St. George • Residents of a Utah city that has adopted a nickname with ties to the Confederacy held a rally Thursday to support the name.
A crowd of several hundred people gathered in St. George, with most defending the use of “Dixie” as the community’s unofficial second name, The Spectrum reports.
The city in Utah's southwest corner has a street called Dixie Drive and is home to Dixie State University, Dixie Technical College and Dixie Regional Medical Center.
Protests and a movement to rename and remove monuments nationwide have cast a spotlight on lingering connections to the Confederacy in some parts of the country.
St. George Mayor Jon Pike spoke at the gathering outside St. George city hall, saying there were no plans to make changes or remove the “Dixie” scrawled in white across the prominent “Sugarloaf” rock among the city’s red cliffs.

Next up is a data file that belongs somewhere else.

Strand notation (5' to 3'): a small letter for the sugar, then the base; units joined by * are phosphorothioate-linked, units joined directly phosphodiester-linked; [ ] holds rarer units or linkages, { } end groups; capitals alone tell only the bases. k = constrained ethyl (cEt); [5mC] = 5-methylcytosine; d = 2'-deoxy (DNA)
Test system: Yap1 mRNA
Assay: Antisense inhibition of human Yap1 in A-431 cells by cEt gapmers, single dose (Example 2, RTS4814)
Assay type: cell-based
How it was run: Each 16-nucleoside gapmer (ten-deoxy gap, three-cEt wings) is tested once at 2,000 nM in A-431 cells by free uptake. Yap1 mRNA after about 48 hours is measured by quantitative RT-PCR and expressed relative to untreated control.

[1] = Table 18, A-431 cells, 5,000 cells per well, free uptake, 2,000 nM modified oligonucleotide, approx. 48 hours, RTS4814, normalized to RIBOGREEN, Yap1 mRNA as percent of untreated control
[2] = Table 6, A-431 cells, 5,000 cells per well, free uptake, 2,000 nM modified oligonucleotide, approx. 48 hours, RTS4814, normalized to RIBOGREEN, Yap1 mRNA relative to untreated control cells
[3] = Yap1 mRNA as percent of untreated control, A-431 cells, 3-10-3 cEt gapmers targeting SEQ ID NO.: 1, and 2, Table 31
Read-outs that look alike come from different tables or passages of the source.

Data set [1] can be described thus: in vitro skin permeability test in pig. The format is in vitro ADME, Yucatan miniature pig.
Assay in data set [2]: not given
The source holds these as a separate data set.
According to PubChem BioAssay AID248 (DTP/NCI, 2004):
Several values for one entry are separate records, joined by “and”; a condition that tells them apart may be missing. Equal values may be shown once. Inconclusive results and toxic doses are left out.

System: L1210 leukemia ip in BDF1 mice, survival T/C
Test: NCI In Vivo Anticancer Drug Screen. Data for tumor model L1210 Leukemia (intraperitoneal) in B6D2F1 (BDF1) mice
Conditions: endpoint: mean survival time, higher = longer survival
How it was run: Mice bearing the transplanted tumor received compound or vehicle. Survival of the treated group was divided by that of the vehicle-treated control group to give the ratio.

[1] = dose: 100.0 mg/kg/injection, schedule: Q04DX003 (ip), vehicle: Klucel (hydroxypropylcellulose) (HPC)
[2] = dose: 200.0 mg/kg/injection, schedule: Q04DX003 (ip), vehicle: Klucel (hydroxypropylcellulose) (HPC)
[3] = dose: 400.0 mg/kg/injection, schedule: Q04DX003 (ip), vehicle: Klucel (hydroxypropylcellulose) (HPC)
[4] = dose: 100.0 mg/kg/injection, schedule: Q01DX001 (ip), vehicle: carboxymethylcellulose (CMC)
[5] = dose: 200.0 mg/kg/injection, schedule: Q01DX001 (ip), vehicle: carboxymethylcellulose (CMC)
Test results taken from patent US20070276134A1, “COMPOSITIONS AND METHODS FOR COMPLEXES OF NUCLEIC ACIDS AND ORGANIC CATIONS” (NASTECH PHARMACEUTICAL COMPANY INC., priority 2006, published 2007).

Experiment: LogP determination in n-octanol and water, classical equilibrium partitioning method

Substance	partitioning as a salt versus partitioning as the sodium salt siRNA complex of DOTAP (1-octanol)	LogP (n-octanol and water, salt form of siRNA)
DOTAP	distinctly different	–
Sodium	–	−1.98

“The city is really going to have little to do with renaming anything,” Pike said.
The crowd included supporters and opponents of the Dixie moniker. Some carried signs calling for Pike’s ouster, while others said he had not sufficiently defended the name.
The city does not have direct influence over renaming properties such as the medical center, university or businesses that make decisions about their names, Pike said.
The Washington County/St. George Interlocal Agency changed the name of the Dixie Convention Center to Greater Zion Convention Center last month, only to change it back for at least six months following community backlash.